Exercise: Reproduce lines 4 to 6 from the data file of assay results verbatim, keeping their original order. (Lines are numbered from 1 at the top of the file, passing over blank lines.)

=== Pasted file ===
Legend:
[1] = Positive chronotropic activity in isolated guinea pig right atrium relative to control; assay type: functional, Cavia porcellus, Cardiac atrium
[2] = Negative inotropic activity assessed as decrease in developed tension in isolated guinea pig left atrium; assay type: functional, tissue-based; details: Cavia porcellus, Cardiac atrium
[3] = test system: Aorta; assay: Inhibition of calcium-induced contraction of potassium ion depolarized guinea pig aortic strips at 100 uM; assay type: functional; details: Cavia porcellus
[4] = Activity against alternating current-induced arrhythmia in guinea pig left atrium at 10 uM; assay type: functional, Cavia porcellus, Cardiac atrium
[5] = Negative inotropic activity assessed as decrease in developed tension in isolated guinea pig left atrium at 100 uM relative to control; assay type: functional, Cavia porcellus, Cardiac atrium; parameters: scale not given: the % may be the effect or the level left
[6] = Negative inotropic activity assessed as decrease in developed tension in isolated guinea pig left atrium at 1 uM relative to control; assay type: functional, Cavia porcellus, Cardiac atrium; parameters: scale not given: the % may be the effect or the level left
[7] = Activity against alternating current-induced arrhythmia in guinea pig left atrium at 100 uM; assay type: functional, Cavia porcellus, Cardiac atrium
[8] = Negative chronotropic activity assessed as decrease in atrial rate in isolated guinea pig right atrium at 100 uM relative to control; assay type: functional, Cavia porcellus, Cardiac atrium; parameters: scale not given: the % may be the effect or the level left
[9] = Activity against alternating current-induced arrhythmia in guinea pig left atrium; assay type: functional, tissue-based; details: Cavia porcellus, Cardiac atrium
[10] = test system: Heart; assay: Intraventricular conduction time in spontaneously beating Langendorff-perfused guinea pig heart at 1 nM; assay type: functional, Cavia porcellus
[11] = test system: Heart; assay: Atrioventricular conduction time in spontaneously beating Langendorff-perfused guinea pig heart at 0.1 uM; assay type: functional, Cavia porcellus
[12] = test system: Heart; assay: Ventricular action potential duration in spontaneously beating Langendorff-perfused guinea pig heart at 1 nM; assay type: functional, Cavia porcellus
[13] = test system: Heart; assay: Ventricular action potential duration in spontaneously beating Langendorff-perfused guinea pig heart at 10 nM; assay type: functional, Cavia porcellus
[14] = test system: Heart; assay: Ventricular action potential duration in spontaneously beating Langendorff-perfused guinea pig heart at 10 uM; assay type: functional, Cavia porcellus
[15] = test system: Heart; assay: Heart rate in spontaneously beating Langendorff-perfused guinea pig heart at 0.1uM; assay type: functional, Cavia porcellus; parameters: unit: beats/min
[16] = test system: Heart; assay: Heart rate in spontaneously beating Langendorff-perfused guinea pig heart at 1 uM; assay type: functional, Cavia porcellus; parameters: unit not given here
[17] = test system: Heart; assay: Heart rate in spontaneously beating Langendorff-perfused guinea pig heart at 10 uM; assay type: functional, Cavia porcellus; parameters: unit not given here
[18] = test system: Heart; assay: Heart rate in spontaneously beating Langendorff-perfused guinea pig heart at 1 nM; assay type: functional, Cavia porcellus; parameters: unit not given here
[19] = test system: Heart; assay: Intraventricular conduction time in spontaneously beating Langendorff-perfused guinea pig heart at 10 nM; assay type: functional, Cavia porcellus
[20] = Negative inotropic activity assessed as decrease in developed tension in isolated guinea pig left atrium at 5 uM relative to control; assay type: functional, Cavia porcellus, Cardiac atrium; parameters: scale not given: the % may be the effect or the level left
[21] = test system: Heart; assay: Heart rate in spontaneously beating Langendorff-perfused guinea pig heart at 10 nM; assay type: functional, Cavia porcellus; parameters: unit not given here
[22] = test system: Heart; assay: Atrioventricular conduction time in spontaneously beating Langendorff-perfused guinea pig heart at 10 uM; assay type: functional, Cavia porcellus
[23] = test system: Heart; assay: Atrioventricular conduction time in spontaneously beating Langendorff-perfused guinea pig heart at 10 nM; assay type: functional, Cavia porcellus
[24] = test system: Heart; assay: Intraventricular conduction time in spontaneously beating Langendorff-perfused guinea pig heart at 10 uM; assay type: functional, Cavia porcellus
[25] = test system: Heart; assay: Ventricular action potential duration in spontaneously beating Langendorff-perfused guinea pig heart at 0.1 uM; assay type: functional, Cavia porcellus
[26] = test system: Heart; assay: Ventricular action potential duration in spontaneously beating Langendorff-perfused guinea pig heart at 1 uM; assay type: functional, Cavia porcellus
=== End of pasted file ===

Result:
[3] = test system: Aorta; assay: Inhibition of calcium-induced contraction of potassium ion depolarized guinea pig aortic strips at 100 uM; assay type: functional; details: Cavia porcellus
[4] = Activity against alternating current-induced arrhythmia in guinea pig left atrium at 10 uM; assay type: functional, Cavia porcellus, Cardiac atrium
[5] = Negative inotropic activity assessed as decrease in developed tension in isolated guinea pig left atrium at 100 uM relative to control; assay type: functional, Cavia porcellus, Cardiac atrium; parameters: scale not given: the % may be the effect or the level left